This information could make it easier to build arguments that are likely to resonate with a particular judge—or educate them in an area they do not generally rule on.
Increase productivity by automating manual tasks
How long do lawyers in your firm work every day? What about support staff? If you are not leveraging the power of AI, there is a good chance they are spending hours a week on tasks that, while important, do not require the expertise of a lawyer—or even a person. For example tasks like reviewing documents or performing research. It is a given that the legal field requires long hours.
AI can drastically improve the accuracy and efficiency of law work by automating a range of manual tasks that eat up valuable time. Work that previously took hours or was pushed off to support staff could be partially automated with the help of AI.
Eliminate the grueling bits of writing briefs
Writing legal briefs can be a tedious and even painful process that most lawyers would happily turn over to a machine if it were possible. But, machines can't think or argue, and briefs need to be well-written and persuasive.
That said, computers are getting better and better at creating complex thoughts using neural networks, which are algorithms modeled after a human's own brain patterns.
Giants like Google Translate and TalkToTransformer are using this technology to build AI bots that can properly write and translate content. The content is not perfect, but when given enough input they are able to return solid first drafts. This could allow lawyers to spend more time polishing briefs rather than grinding through hours of tedious writing.
Make legal research less cumbersome
Legal research is one of the most crucial parts of any legal case, but it is time-consuming. In addition, humans are prone to errors—especially when they are tired or working too fast. AI-powered software has the potential to overhaul this task, making research faster and far more effective.
All it takes is marking certain documents as “relevant,” from there the machine learning algorithms get to work finding similar documents. This can reduce the load on humans drastically.
An example of this is WestSearch Plus, an AI-powered search bot from Thomson Reuters Westlaw.
Jon Meyer, Director of Reference Attorneys at Thomson Reuters, says:
“The new search engine, WestSearch Plus, not only returns relevant documents, but it also provides highly responsive suggestions that answer thousands of types of black-letter-law questions, which can really be helpful if you’re doing research in an unfamiliar jurisdiction or topic, or if you need to get an answer quickly while on the phone.”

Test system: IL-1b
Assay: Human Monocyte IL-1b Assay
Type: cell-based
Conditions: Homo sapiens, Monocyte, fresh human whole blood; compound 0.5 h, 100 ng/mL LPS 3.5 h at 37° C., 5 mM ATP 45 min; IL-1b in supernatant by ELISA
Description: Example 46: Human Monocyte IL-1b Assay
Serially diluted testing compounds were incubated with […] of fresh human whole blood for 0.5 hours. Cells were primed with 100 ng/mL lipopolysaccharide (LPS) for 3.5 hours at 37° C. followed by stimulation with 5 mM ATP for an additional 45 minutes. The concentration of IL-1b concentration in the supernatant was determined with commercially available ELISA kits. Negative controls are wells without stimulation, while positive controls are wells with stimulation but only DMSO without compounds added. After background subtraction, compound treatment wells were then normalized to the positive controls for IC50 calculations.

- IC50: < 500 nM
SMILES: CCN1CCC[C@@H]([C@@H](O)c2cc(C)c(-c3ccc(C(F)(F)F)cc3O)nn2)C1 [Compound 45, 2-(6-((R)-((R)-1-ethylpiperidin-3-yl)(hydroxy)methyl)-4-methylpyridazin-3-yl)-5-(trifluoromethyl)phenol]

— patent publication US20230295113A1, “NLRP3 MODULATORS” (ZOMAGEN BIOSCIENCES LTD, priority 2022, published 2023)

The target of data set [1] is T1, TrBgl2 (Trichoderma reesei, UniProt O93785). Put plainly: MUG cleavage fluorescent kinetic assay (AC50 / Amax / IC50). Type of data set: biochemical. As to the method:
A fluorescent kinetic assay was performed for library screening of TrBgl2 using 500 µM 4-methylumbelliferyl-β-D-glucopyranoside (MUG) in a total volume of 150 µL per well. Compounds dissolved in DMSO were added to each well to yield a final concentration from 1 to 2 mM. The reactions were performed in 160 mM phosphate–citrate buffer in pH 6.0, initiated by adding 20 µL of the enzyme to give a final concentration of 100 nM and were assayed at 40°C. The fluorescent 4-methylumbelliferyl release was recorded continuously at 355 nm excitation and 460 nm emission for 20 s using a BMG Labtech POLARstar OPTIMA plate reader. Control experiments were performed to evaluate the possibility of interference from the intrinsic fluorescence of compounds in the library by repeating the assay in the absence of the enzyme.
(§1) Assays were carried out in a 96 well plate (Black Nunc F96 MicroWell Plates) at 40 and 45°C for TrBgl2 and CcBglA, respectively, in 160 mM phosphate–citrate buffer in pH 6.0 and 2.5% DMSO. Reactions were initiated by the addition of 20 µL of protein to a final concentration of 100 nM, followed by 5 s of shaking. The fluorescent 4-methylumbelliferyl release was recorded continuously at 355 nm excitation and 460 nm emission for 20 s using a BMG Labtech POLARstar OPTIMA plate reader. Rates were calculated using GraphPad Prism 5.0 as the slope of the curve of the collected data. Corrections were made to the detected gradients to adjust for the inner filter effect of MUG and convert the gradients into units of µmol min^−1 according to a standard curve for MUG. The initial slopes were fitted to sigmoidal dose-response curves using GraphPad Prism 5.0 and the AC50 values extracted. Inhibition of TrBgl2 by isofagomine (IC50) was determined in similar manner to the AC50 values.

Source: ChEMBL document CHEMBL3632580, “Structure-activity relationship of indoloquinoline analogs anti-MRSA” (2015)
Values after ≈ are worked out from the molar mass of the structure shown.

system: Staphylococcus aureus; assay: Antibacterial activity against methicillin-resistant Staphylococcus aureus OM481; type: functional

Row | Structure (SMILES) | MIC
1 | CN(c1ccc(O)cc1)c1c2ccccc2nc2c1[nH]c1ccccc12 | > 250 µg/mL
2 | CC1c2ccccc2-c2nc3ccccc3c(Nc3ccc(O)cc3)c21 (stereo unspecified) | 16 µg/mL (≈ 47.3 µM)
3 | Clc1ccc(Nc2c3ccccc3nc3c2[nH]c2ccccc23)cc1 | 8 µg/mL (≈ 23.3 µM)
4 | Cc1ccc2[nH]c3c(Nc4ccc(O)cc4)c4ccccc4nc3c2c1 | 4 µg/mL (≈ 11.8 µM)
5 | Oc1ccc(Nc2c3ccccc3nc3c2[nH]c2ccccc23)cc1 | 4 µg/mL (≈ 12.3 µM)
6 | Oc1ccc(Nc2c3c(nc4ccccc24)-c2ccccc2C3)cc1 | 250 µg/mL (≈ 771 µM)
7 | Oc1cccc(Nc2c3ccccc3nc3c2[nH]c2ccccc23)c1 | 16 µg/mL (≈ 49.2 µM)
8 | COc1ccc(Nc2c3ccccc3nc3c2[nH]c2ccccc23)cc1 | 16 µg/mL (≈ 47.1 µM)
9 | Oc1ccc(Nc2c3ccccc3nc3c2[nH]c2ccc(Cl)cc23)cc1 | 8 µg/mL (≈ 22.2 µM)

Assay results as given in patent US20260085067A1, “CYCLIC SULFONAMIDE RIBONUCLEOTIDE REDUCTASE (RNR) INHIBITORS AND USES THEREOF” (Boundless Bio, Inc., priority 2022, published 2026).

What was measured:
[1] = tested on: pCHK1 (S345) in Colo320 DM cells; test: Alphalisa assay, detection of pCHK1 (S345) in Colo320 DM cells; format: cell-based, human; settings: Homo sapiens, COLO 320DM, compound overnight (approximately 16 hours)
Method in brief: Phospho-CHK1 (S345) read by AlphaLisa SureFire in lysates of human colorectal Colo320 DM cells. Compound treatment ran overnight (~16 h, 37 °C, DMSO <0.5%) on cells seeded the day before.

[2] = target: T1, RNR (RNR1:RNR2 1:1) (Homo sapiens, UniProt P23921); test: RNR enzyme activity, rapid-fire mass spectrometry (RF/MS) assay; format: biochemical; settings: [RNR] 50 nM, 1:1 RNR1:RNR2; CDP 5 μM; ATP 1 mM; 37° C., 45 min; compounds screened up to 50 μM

The tool also makes it easier to see how laws have changed over time, using highlights and strikethrough text to denote changes in laws.
Review contracts as much as 90% faster
Many lawyers spend a good portion of their time reviewing contracts to look for risks, suggest changes, and help clients negotiate better terms. And while no AI can negotiate a better deal (yet), bots can analyze large numbers of contracts all at once.
Humans will always have the final say, but tools like eBrevia use cutting edge AI technology and machine learning to review documents. What is more, they claim to be 10 percent more accurate and 30 to 90 percent faster.
Because solutions like this use machine learning; they get smarter, faster, and more effective each time you use them.
Automate legal and administrative processes
The legal profession is an inherently human one. AI will never replace the expertise of lawyers or the value that they provide. However, certain processes in the legal field, such as handling meetings and even divorce cases, could become completely automated.
For example, with the goal of “making every divorce amicable,” legal AI solution Wevorce provides couples with a self-guided online divorce solution where they answer questions about “optimal outcomes” and the AI software walks them through all the necessary decisions. If couples need more guidance, they can reach out to legal experts for help.
Meeting management is another manual task that AI and analytics can help automate and take off a busy lawyer’s hands. There are around 55 million meetings held each week in the U.S. which means that there are at least 11 million per day, and over 1 billion per year. Professionals spend around 15% of their time on meetings, and research shows that 71% of those meetings are considered unproductive. It is unfortunate that meetings are often seen as time and energy drains, considering the fact that employees who meet regularly actually experience up to a 10 percent increase in productivity.
So, why do they get such a bad rap? Because often we are not automating the planning and follow-up processes to get the most out of them. With meeting management software that handles finding the perfect space, flawlessly managing visitors, and following up with resource utilization data and insights; firms can automate heavy admin tasks and boost their profits.
How will you use AI and analytics to keep up with advances in the legal industry?
We have said it before: The future of profitable law firms is technology.
Artificial intelligence is already transforming the legal profession in a variety of ways through improved access to data. As the field grows, AI is taking over many time-intensive legal tasks, which frees up humans to take on more critical tasks like reviewing pre-sorted documents, negotiating, and appearing in court.
Lawyers accustomed to "the way we've always done things" may worry the legal industry will reduce the overall need for lawyers. After all, legal bots don’t require sleep or vacation and can work 24/7. That should not be a concern; AI and machine learning are incapable of truly replacing lawyers. However, they can be an effective way to optimize time and thus improve profitability.
Instead of worrying about being replaced by AI, legal firms should focus on being replaced by competitors. As more firms embrace this technology, those who are better equipped to use AI will earn a competitive edge by working more efficiently and effectively.